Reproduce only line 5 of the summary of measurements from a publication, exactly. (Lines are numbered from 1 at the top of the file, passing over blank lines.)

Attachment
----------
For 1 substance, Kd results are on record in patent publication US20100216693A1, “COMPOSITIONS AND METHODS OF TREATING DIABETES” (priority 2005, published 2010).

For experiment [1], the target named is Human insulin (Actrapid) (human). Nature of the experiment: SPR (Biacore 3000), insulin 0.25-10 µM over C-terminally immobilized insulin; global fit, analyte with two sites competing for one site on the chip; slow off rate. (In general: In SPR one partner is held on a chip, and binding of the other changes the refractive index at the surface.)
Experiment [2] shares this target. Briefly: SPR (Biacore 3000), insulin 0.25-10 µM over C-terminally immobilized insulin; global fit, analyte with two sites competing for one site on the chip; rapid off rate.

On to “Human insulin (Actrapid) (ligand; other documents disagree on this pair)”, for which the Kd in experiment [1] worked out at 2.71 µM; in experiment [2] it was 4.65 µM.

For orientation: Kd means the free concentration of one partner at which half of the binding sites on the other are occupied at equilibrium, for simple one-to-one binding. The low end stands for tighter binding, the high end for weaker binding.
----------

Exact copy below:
For orientation: Kd means the free concentration of one partner at which half of the binding sites on the other are occupied at equilibrium, for simple one-to-one binding. The low end stands for tighter binding, the high end for weaker binding.